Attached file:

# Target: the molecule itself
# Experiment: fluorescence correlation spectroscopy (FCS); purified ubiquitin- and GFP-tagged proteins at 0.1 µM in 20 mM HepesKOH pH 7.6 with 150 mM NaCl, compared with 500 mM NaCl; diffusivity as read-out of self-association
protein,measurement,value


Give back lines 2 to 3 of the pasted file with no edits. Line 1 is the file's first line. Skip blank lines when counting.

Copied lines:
# Experiment: fluorescence correlation spectroscopy (FCS); purified ubiquitin- and GFP-tagged proteins at 0.1 µM in 20 mM HepesKOH pH 7.6 with 150 mM NaCl, compared with 500 mM NaCl; diffusivity as read-out of self-association
protein,measurement,value